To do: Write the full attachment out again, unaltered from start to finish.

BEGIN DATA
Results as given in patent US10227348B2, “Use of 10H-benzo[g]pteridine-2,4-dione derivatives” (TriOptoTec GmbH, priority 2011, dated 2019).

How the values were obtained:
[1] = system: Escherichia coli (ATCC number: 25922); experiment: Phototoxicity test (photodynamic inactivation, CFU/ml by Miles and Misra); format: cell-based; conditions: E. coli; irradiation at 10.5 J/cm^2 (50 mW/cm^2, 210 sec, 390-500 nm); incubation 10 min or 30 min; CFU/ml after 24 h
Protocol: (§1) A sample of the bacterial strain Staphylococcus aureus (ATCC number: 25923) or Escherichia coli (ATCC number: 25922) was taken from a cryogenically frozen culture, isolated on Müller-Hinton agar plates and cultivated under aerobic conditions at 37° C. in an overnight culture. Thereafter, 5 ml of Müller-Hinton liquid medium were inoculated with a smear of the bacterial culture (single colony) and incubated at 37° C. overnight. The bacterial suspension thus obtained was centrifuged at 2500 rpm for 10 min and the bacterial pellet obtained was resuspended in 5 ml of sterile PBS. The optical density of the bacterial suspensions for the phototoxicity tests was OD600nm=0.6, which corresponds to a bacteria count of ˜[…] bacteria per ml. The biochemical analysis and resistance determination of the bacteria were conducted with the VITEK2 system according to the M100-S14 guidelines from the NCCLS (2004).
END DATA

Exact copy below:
Results as given in patent US10227348B2, “Use of 10H-benzo[g]pteridine-2,4-dione derivatives” (TriOptoTec GmbH, priority 2011, dated 2019).

How the values were obtained:
[1] = system: Escherichia coli (ATCC number: 25922); experiment: Phototoxicity test (photodynamic inactivation, CFU/ml by Miles and Misra); format: cell-based; conditions: E. coli; irradiation at 10.5 J/cm^2 (50 mW/cm^2, 210 sec, 390-500 nm); incubation 10 min or 30 min; CFU/ml after 24 h
Protocol: (§1) A sample of the bacterial strain Staphylococcus aureus (ATCC number: 25923) or Escherichia coli (ATCC number: 25922) was taken from a cryogenically frozen culture, isolated on Müller-Hinton agar plates and cultivated under aerobic conditions at 37° C. in an overnight culture. Thereafter, 5 ml of Müller-Hinton liquid medium were inoculated with a smear of the bacterial culture (single colony) and incubated at 37° C. overnight. The bacterial suspension thus obtained was centrifuged at 2500 rpm for 10 min and the bacterial pellet obtained was resuspended in 5 ml of sterile PBS. The optical density of the bacterial suspensions for the phototoxicity tests was OD600nm=0.6, which corresponds to a bacteria count of ˜[…] bacteria per ml. The biochemical analysis and resistance determination of the bacteria were conducted with the VITEK2 system according to the M100-S14 guidelines from the NCCLS (2004).